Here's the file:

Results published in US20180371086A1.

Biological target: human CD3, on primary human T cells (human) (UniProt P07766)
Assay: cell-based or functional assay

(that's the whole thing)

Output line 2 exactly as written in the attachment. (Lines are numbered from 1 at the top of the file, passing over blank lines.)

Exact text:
Biological target: human CD3, on primary human T cells (human) (UniProt P07766)